Bioshock Infinite likes a mixture of cores and frequency, especially when it comes to SLI.

Tomb Raider

The next benchmark in our test is Tomb Raider. Tomb Raider is an AMD optimized game, lauded for its use of TressFX creating dynamic hair to increase the immersion in game. Tomb Raider uses a modified version of the Crystal Engine, and enjoys raw horsepower. We test the benchmark using the Adrenaline benchmark tool and the Xtreme (1920x1080, Maximum) performance setting, noting down the average frame rates and the minimum frame rates.

Tomb Raider SLI, Average FPS


Tomb Raider is blissfully CPU agnostic it would seem.

Sleeping Dogs

Sleeping Dogs is a benchmarking wet dream – a highly complex benchmark that can bring the toughest setup and high resolutions down into single figures. Having an extreme SSAO setting can do that, but at the right settings Sleeping Dogs is highly playable and enjoyable. We run the basic benchmark program laid out in the Adrenaline benchmark tool, and the Xtreme (1920x1080, Maximum) performance setting, noting down the average frame rates and the minimum frame rates.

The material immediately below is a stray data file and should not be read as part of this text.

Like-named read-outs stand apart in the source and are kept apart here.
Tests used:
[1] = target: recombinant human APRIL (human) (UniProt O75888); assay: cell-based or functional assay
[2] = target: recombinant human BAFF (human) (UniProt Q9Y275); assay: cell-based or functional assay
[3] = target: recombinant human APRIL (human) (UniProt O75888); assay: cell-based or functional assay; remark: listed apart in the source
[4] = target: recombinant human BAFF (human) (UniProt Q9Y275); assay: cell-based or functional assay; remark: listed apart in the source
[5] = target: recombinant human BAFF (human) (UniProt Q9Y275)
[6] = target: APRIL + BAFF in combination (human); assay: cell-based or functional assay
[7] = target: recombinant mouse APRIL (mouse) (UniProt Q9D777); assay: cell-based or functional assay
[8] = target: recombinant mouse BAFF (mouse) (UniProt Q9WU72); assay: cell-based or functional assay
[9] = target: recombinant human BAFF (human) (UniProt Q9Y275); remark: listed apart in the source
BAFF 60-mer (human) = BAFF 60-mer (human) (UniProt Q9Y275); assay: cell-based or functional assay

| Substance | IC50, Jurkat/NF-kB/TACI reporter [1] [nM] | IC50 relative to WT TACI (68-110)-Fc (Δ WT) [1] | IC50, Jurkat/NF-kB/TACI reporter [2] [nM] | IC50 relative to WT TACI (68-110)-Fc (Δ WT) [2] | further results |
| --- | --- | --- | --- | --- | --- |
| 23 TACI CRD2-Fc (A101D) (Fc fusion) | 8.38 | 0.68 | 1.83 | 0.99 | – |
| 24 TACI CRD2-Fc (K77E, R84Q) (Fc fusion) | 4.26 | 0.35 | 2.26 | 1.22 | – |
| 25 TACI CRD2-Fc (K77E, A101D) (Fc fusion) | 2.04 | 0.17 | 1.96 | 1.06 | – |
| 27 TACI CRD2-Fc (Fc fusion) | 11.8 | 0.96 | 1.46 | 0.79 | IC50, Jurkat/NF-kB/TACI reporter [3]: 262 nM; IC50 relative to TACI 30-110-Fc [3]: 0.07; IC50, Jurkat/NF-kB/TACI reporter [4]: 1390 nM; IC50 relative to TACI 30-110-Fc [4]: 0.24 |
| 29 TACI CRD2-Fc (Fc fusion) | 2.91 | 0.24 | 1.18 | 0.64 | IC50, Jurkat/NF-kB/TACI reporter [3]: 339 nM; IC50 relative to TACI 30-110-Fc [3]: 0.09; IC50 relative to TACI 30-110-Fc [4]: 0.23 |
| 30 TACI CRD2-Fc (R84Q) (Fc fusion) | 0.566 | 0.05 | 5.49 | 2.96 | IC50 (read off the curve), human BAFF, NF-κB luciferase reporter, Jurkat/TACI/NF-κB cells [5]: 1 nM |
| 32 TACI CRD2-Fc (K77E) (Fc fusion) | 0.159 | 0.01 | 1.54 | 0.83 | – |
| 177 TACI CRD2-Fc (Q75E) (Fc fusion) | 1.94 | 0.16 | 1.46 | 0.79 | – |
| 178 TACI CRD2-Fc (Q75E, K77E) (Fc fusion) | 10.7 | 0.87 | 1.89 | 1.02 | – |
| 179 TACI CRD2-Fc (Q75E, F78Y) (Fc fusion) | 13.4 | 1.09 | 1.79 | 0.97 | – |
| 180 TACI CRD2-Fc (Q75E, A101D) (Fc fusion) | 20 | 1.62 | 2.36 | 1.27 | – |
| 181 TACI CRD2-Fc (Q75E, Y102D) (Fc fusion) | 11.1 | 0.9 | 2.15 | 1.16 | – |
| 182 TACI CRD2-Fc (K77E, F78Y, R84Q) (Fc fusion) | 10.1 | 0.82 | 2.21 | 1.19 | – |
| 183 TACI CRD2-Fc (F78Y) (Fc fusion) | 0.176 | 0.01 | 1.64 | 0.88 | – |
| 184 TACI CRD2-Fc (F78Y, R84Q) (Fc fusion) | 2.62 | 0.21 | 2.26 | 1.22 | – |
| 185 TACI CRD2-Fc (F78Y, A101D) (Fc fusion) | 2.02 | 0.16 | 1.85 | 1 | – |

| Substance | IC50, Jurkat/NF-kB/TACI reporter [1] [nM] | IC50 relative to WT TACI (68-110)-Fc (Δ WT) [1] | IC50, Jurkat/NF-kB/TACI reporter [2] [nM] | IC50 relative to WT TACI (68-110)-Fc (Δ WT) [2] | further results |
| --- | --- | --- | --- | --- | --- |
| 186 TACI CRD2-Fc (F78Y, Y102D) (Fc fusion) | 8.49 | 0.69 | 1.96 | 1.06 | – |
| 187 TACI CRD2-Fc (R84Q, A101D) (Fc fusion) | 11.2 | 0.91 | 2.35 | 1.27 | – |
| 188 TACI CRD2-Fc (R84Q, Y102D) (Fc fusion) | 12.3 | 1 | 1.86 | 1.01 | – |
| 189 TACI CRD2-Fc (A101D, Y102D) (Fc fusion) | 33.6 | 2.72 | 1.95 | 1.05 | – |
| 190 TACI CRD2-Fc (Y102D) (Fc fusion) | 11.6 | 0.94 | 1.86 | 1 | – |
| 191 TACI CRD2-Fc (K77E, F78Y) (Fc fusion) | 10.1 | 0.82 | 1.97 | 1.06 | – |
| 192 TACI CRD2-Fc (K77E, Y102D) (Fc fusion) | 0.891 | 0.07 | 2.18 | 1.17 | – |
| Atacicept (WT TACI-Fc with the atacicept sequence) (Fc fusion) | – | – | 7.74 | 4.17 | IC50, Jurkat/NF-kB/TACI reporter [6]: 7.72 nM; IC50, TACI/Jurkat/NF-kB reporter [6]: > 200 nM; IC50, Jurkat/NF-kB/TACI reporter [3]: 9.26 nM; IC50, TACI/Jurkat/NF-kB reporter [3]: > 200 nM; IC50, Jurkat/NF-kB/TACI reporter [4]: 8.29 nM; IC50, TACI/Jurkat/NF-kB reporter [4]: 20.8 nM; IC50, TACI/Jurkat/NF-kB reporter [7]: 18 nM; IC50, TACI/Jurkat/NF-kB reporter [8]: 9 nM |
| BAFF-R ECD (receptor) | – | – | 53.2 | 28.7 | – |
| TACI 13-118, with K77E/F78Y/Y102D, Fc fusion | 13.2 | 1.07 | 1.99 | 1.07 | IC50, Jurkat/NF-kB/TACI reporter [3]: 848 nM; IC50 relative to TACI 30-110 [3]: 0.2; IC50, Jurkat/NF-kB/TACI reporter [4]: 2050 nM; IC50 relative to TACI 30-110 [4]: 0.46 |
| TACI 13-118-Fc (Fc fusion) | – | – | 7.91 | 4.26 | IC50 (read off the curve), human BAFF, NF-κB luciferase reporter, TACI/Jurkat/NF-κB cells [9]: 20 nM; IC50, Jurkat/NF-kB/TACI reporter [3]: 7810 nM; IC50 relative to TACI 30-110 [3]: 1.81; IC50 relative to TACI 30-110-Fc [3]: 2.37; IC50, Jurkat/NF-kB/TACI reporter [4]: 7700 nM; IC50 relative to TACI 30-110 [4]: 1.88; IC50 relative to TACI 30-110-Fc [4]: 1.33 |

Sleeping Dogs SLI, Average FPS


The biggest graph of CPU performance change is the minimum frame rate while in SLI - the 5960X reaches 67.4 FPS minimum, with only the xx60X CPUs of each generation moving above 60 FPS. That being said, all the Intel CPUs in our test are above 55 FPS, though it would seem that the 60X processors have some more room.

Battlefield 4